I remember seeing a clip of former President Dwight Eisenhower with Barry Goldwater, the Republican nominee for president in 1964. They were at Eisenhower’s farm in Gettysburg, Pennsylvania filming a campaign infomercial. To make a long story short, Eisenhower said at one point—in reference to charges that Goldwater was a warmonger—“This is actual tommyrot.” Tommyrot was an expression unfamiliar to me, but I liked the sound of it. The word’s homespun informality had a certain appeal. Tommyrot means “nonsense”—or “rubbish” if you prefer—and has an appropriate nonsensical ring as well.

There’s this tightfisted money-worshiper in the old neighborhood who got me thinking about “tommyrot.” He’ll remain anonymous, but his forename shouldn’t be too difficult to figure out. Let’s call him Mr. T, a landlord many times over. The man buys up houses and rents the apartments therein at exorbitant prices, which sadly are the going rates for this time and place. The end-result of the practices of Mr. T and his ilk—and there are many like him—are revolving-door tenants, many of whom don’t give a whit about their transient residence and neighbors. As a favor to his son, a friend of mine looked at an apartment owned by the incomparable Mr. T. The rug in its living room was filthy, he told me, an incidental pointed out to the landlord during their tour. “That’s not my job!” Mr. T said in response. And he was asking over two grand for the two-bedroom apartment. A one-off cleaning lady was obviously not included in the price.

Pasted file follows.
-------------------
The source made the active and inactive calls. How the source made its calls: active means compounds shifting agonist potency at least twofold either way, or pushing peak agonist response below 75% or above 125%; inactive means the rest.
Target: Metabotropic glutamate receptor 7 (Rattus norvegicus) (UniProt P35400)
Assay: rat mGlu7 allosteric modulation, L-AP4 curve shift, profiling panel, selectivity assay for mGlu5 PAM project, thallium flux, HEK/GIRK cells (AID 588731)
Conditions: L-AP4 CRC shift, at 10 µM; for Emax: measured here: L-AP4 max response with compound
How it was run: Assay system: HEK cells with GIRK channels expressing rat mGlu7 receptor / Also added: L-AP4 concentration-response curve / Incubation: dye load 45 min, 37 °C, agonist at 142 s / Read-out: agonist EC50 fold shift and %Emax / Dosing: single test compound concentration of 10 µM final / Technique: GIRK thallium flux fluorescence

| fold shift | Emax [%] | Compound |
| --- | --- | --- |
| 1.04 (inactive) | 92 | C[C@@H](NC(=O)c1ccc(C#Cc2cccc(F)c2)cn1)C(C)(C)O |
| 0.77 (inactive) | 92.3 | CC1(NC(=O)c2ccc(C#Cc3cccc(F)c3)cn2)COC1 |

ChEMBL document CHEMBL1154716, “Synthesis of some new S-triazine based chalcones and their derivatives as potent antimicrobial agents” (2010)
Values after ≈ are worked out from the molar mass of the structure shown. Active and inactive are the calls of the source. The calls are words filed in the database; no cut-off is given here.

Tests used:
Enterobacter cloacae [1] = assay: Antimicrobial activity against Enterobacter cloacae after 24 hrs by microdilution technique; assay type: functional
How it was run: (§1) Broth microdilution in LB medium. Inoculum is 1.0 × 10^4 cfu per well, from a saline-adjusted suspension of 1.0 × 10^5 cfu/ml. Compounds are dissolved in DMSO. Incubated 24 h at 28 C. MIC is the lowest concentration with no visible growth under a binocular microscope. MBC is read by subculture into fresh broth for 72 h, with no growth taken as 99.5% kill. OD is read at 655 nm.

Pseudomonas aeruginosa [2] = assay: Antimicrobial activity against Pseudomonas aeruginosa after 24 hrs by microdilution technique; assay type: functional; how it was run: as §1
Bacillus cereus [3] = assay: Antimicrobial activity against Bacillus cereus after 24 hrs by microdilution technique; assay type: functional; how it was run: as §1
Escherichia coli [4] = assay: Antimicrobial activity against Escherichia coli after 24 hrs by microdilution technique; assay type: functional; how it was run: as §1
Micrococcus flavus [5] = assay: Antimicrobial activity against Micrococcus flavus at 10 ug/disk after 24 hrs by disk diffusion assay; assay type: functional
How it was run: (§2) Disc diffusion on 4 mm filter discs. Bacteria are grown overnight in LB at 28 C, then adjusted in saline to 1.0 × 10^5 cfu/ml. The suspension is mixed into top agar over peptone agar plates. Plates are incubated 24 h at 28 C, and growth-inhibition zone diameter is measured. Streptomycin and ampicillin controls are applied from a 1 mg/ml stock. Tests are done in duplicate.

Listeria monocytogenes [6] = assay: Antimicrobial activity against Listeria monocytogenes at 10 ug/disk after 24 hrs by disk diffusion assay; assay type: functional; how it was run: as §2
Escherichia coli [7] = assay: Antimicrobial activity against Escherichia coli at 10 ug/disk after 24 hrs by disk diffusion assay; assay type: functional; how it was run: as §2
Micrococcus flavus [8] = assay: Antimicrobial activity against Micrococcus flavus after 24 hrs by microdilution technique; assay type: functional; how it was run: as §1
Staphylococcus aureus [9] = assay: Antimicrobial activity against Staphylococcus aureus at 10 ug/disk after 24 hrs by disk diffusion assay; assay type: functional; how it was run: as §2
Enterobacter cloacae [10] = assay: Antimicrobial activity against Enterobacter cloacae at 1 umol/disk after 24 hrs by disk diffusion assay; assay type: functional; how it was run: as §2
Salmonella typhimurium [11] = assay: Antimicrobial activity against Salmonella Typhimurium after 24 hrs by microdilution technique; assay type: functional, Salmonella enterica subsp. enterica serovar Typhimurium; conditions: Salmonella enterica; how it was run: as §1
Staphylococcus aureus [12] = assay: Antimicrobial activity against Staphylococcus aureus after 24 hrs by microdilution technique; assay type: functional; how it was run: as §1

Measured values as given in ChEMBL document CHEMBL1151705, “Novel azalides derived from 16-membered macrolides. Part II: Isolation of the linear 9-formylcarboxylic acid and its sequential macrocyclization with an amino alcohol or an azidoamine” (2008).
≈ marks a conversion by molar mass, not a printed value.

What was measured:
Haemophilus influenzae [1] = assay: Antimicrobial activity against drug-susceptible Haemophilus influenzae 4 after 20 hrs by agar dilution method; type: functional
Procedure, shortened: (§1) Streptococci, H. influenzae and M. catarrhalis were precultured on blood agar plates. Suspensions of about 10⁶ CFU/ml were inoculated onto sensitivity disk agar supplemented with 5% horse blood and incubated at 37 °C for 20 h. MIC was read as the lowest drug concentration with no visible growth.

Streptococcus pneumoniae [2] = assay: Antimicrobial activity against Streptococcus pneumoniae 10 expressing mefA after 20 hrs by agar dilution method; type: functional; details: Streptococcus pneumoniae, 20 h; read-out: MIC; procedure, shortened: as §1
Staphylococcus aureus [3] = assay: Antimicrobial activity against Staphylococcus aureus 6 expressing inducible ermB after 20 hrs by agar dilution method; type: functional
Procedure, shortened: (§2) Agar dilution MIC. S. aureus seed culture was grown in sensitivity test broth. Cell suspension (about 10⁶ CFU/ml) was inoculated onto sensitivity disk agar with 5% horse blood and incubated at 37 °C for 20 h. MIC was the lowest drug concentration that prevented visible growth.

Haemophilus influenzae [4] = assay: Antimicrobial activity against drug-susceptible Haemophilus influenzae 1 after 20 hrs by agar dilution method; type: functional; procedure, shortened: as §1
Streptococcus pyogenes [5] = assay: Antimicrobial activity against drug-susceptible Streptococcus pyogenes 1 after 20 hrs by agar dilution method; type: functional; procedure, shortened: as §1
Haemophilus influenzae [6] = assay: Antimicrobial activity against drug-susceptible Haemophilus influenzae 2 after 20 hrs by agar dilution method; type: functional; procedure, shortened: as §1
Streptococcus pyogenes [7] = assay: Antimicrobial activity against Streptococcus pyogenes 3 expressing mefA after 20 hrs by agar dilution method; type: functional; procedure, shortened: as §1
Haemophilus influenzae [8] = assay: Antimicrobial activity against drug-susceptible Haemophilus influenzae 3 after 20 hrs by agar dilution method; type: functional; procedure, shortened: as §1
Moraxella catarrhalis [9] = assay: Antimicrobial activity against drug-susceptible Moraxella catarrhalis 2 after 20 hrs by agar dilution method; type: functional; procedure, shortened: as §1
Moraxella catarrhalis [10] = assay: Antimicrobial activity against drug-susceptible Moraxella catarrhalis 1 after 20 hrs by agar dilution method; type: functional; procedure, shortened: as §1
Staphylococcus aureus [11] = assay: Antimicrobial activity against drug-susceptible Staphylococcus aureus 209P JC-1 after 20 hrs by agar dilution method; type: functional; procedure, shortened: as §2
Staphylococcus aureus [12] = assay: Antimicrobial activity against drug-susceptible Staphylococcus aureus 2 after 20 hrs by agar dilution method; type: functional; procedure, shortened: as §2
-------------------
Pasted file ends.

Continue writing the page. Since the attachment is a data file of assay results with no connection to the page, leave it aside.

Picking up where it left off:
Courtesy of Mr. T and tommyrot, I had landlords on my mind yesterday as I walked up Ninth Avenue through a Manhattan neighborhood nicknamed “Hell’s Kitchen.” Once upon a time an Irish working-class stronghold—and quite gritty environs as you might imagine—it is no longer hospitable to folks of modest means. The Irish mob, the Westies, don’t even live there anymore. Suffice it to say: It’s not your grandfather’s Hell’s Kitchen. In the rough-and-tumble days gone by, there were mom-and-pop delicatessens, not “gourmet” delis with unintentionally ironic names. The locals from yesteryear didn’t know brunch from a smoothie. The sober-minded drank egg creams, which aren’t typically available in the contemporary gourmet establishments, and the others, libations with a little more edge. This was Hell’s Kitchen, after all.